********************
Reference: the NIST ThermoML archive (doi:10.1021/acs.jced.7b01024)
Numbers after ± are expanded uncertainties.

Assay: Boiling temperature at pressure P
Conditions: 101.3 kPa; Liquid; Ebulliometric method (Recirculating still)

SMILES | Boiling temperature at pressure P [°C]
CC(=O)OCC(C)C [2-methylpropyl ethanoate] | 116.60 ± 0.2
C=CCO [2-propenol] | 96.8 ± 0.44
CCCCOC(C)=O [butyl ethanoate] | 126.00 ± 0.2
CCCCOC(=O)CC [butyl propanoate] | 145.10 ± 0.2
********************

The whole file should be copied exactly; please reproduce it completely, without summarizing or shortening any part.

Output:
Reference: the NIST ThermoML archive (doi:10.1021/acs.jced.7b01024)
Numbers after ± are expanded uncertainties.

Assay: Boiling temperature at pressure P
Conditions: 101.3 kPa; Liquid; Ebulliometric method (Recirculating still)

SMILES | Boiling temperature at pressure P [°C]
CC(=O)OCC(C)C [2-methylpropyl ethanoate] | 116.60 ± 0.2
C=CCO [2-propenol] | 96.8 ± 0.44
CCCCOC(C)=O [butyl ethanoate] | 126.00 ± 0.2
CCCCOC(=O)CC [butyl propanoate] | 145.10 ± 0.2